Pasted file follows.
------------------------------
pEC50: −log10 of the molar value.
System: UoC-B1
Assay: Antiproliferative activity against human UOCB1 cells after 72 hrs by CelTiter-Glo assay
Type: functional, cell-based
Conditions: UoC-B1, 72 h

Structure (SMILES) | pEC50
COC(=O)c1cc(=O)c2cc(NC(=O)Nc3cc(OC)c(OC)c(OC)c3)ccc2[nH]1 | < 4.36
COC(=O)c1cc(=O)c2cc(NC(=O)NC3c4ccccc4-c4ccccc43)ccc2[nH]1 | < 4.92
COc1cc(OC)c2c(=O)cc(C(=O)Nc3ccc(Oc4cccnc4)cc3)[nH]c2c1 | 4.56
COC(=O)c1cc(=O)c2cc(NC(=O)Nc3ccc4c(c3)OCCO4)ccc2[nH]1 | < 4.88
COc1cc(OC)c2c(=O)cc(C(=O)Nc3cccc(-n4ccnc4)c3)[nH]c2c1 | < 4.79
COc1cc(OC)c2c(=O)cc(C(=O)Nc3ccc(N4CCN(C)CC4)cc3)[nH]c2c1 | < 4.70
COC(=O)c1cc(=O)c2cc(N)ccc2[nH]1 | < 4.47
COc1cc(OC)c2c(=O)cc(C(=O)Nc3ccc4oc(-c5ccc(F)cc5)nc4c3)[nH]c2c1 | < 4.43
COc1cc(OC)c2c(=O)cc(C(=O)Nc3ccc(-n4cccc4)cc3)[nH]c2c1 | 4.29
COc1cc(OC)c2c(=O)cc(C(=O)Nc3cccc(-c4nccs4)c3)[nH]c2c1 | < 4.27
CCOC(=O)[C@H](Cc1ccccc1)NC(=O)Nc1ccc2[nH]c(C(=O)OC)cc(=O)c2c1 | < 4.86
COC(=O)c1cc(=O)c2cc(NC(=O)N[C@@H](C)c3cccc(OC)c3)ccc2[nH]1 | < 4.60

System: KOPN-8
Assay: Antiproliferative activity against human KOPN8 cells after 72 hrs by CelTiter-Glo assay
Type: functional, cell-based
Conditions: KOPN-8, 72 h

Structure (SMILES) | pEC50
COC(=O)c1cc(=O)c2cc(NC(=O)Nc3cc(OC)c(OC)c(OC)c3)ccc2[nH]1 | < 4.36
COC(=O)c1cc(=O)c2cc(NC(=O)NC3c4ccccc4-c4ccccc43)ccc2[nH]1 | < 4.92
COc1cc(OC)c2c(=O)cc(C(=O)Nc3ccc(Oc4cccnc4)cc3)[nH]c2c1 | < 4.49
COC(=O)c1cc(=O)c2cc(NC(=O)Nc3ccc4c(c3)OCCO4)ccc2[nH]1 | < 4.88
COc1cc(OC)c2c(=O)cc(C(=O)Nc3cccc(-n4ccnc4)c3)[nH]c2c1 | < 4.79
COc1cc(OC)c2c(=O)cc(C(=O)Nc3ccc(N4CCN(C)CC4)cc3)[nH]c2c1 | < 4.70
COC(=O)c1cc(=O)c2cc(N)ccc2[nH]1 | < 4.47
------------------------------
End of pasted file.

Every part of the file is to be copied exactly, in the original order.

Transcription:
pEC50: −log10 of the molar value.
System: UoC-B1
Assay: Antiproliferative activity against human UOCB1 cells after 72 hrs by CelTiter-Glo assay
Type: functional, cell-based
Conditions: UoC-B1, 72 h

Structure (SMILES) | pEC50
COC(=O)c1cc(=O)c2cc(NC(=O)Nc3cc(OC)c(OC)c(OC)c3)ccc2[nH]1 | < 4.36
COC(=O)c1cc(=O)c2cc(NC(=O)NC3c4ccccc4-c4ccccc43)ccc2[nH]1 | < 4.92
COc1cc(OC)c2c(=O)cc(C(=O)Nc3ccc(Oc4cccnc4)cc3)[nH]c2c1 | 4.56
COC(=O)c1cc(=O)c2cc(NC(=O)Nc3ccc4c(c3)OCCO4)ccc2[nH]1 | < 4.88
COc1cc(OC)c2c(=O)cc(C(=O)Nc3cccc(-n4ccnc4)c3)[nH]c2c1 | < 4.79
COc1cc(OC)c2c(=O)cc(C(=O)Nc3ccc(N4CCN(C)CC4)cc3)[nH]c2c1 | < 4.70
COC(=O)c1cc(=O)c2cc(N)ccc2[nH]1 | < 4.47
COc1cc(OC)c2c(=O)cc(C(=O)Nc3ccc4oc(-c5ccc(F)cc5)nc4c3)[nH]c2c1 | < 4.43
COc1cc(OC)c2c(=O)cc(C(=O)Nc3ccc(-n4cccc4)cc3)[nH]c2c1 | 4.29
COc1cc(OC)c2c(=O)cc(C(=O)Nc3cccc(-c4nccs4)c3)[nH]c2c1 | < 4.27
CCOC(=O)[C@H](Cc1ccccc1)NC(=O)Nc1ccc2[nH]c(C(=O)OC)cc(=O)c2c1 | < 4.86
COC(=O)c1cc(=O)c2cc(NC(=O)N[C@@H](C)c3cccc(OC)c3)ccc2[nH]1 | < 4.60

System: KOPN-8
Assay: Antiproliferative activity against human KOPN8 cells after 72 hrs by CelTiter-Glo assay
Type: functional, cell-based
Conditions: KOPN-8, 72 h

Structure (SMILES) | pEC50
COC(=O)c1cc(=O)c2cc(NC(=O)Nc3cc(OC)c(OC)c(OC)c3)ccc2[nH]1 | < 4.36
COC(=O)c1cc(=O)c2cc(NC(=O)NC3c4ccccc4-c4ccccc43)ccc2[nH]1 | < 4.92
COc1cc(OC)c2c(=O)cc(C(=O)Nc3ccc(Oc4cccnc4)cc3)[nH]c2c1 | < 4.49
COC(=O)c1cc(=O)c2cc(NC(=O)Nc3ccc4c(c3)OCCO4)ccc2[nH]1 | < 4.88
COc1cc(OC)c2c(=O)cc(C(=O)Nc3cccc(-n4ccnc4)c3)[nH]c2c1 | < 4.79
COc1cc(OC)c2c(=O)cc(C(=O)Nc3ccc(N4CCN(C)CC4)cc3)[nH]c2c1 | < 4.70
COC(=O)c1cc(=O)c2cc(N)ccc2[nH]1 | < 4.47